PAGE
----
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Dartmouth Coach Seeks to Revamp Old Site



Valley News Staff Writer
Tuesday, April 10, 2018

Lebanon — Dartmouth Coach is hoping to accommodate its growing operation by building a new maintenance facility at the site of its old Etna Road terminal.

Officials with the company presented preliminary plans to the Lebanon Planning Board on Monday night to construct a 96-by-110-foot building that would house the Dartmouth Coach’s fleet of buses when they're in the Upper Valley.

The facility, which would be able to hold six buses, also would serve as the home of Dartmouth Coach’s cleaning and maintenance operations in the city. The new building would sit alongside an existing maintenance garage, according to plans submitted to the city last month.

“That maintenance bay was constructed in 1998, when we had 40-foot buses, and mini-coaches and vans,” said Peter Stanley, project manager for Dartmouth Coach, during the conceptual meeting on Monday night.

The building proposal comes just two months after the company purchased a 7.6-acre property on Labombard Road from the Lebanon Elks, which is slated to become a parking lot for Dartmouth Coach customers.

Increased use of the company's Labombard Road terminal has put pressure on Dartmouth Coach to continue expanding in Lebanon, officials wrote in a letter to the Planning Board.

The new terminal opened in late 2016, a year after Dartmouth Coach purchased the 6-acre parcel from the owners of the former Miller Chevrolet and Cadillac dealership for $3.7 million.

The new building opened with an expanded waiting area and more parking in a location closer to Exit 18 off Interstate 89. However, officials said, outdated facilities at the old Etna Road terminal became a problem.

Dartmouth Coach has updated its fleet with buses larger than the old terminal was designed to support, he said, and cleaning and heating the space became more difficult over time.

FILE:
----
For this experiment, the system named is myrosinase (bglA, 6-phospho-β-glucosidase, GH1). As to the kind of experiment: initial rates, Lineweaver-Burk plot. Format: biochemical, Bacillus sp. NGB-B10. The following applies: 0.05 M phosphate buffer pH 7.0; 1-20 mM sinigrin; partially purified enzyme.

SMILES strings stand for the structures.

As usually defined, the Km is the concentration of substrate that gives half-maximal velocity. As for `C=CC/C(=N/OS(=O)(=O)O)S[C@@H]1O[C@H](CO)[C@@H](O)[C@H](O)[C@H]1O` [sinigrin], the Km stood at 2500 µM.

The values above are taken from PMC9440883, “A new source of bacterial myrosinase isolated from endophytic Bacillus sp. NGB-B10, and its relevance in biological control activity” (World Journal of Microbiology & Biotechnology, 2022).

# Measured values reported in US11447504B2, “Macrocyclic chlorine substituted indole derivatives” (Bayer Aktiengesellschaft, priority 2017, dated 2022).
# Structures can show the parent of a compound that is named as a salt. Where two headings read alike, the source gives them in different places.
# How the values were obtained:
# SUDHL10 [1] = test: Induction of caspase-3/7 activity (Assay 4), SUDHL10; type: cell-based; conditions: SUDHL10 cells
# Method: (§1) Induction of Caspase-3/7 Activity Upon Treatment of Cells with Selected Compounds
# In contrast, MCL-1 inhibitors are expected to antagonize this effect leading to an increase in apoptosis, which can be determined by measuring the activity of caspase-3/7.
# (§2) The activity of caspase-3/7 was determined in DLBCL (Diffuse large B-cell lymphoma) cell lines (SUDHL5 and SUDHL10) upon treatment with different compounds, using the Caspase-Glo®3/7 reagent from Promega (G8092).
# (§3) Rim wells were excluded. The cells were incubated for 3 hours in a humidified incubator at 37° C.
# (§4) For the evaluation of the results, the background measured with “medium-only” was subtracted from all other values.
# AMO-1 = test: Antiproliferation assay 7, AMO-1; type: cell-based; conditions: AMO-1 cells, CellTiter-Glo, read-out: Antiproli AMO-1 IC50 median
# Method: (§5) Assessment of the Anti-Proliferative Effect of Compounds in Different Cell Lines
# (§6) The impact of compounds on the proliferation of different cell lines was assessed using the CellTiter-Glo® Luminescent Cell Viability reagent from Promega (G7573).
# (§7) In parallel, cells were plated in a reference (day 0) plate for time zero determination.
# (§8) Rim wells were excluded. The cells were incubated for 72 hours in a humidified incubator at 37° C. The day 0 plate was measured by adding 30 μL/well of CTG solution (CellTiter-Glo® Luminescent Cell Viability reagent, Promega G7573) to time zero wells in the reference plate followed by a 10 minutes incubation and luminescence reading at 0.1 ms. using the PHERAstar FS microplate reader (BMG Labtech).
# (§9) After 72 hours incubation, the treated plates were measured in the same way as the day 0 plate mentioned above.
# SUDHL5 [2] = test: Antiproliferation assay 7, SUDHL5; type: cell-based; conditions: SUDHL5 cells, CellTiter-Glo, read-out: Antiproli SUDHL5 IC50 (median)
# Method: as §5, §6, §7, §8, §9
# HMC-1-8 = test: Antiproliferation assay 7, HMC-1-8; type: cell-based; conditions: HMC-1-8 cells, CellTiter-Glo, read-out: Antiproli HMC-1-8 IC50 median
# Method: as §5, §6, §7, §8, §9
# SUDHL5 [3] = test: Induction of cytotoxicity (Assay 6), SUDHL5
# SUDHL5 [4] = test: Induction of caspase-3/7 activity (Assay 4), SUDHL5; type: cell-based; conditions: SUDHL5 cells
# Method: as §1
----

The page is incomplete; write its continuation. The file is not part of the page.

The space can only hold two buses, as is, and Dartmouth Coach’s fleet currently stands at 16, with a potential for more coming soon.

“We will add one or two buses over the next few years, as we add service,” the company said in its letter to the Planning Board.

Board members on Monday appeared to support the building plans, saying they would require more design details before issuing a final approval.

“All inclinations are it’s a good concept,” said Planning Board Chairman Keith Davio.

“This is just a concept, mind you. We’ve got more to go,” Stanley told the board.

The plans for a maintenance facility come after Dartmouth Coach paid $1.2 million to purchase a nearby property from the Lebanon Elks Club.

The parcel, which is now home to Elks Field, would be turned into a parking lot for 250 to 300 cars, under a proposal floated to the city last summer.

The sale also allowed the Lebanon Elks to rebound from financial difficulties the club acknowledged in February 2017.

The Elks used the money to pay off federal and local property taxes, as well as the club’s mortgage, according to a March newsletter written by Scott Merrihew, the head of the Elks.

Merrihew wrote that about $683,000 was placed in a savings account for the Elks, while $100,000 was set aside to pay off other debt obligations. The Elks also have resubmitted paperwork to restore their nonprofit status, with the help of Lebanon accountant Jay Simms.

Messages left for both Simms and Merrihew were not returned on Monday.

The sale came after a months-long lobbying effort to stop the city from rezoning  the Elks property from light industrial to high-density residential. 

At the time, Dartmouth Coach and Elks officials argued the change would make it more difficult to obtain the permitting needed to construct the proposed parking lot. City officials countered that construction on the site likely would require hearings before the zoning and planning boards regardless of how it ended up being zoned.

Dartmouth Coach has yet to submit final plans for the parking lot, Lebanon Planning Director DavidBrooks said in an email on Monday.